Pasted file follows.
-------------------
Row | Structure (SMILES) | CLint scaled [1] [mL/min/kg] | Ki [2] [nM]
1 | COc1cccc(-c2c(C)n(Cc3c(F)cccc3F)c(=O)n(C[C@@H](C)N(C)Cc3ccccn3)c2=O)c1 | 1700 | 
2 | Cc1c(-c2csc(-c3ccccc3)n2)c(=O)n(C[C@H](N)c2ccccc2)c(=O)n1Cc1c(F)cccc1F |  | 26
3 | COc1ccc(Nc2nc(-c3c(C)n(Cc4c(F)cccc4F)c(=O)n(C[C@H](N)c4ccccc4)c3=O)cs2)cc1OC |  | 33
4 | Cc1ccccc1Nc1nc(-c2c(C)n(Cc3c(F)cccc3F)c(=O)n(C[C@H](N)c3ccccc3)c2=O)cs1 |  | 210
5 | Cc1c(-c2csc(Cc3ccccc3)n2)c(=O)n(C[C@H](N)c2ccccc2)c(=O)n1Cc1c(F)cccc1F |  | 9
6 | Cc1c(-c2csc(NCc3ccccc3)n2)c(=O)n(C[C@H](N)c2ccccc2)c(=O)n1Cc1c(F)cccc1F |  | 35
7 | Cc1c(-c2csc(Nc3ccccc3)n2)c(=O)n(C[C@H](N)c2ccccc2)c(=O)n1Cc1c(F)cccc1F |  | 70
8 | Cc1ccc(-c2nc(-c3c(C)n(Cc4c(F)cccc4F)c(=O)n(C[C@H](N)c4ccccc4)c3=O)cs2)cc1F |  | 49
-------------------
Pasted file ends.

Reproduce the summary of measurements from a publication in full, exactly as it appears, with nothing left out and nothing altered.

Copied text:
Row | Structure (SMILES) | CLint scaled [1] [mL/min/kg] | Ki [2] [nM]
1 | COc1cccc(-c2c(C)n(Cc3c(F)cccc3F)c(=O)n(C[C@@H](C)N(C)Cc3ccccn3)c2=O)c1 | 1700 | 
2 | Cc1c(-c2csc(-c3ccccc3)n2)c(=O)n(C[C@H](N)c2ccccc2)c(=O)n1Cc1c(F)cccc1F |  | 26
3 | COc1ccc(Nc2nc(-c3c(C)n(Cc4c(F)cccc4F)c(=O)n(C[C@H](N)c4ccccc4)c3=O)cs2)cc1OC |  | 33
4 | Cc1ccccc1Nc1nc(-c2c(C)n(Cc3c(F)cccc3F)c(=O)n(C[C@H](N)c3ccccc3)c2=O)cs1 |  | 210
5 | Cc1c(-c2csc(Cc3ccccc3)n2)c(=O)n(C[C@H](N)c2ccccc2)c(=O)n1Cc1c(F)cccc1F |  | 9
6 | Cc1c(-c2csc(NCc3ccccc3)n2)c(=O)n(C[C@H](N)c2ccccc2)c(=O)n1Cc1c(F)cccc1F |  | 35
7 | Cc1c(-c2csc(Nc3ccccc3)n2)c(=O)n(C[C@H](N)c2ccccc2)c(=O)n1Cc1c(F)cccc1F |  | 70
8 | Cc1ccc(-c2nc(-c3c(C)n(Cc4c(F)cccc4F)c(=O)n(C[C@H](N)c4ccccc4)c3=O)cs2)cc1F |  | 49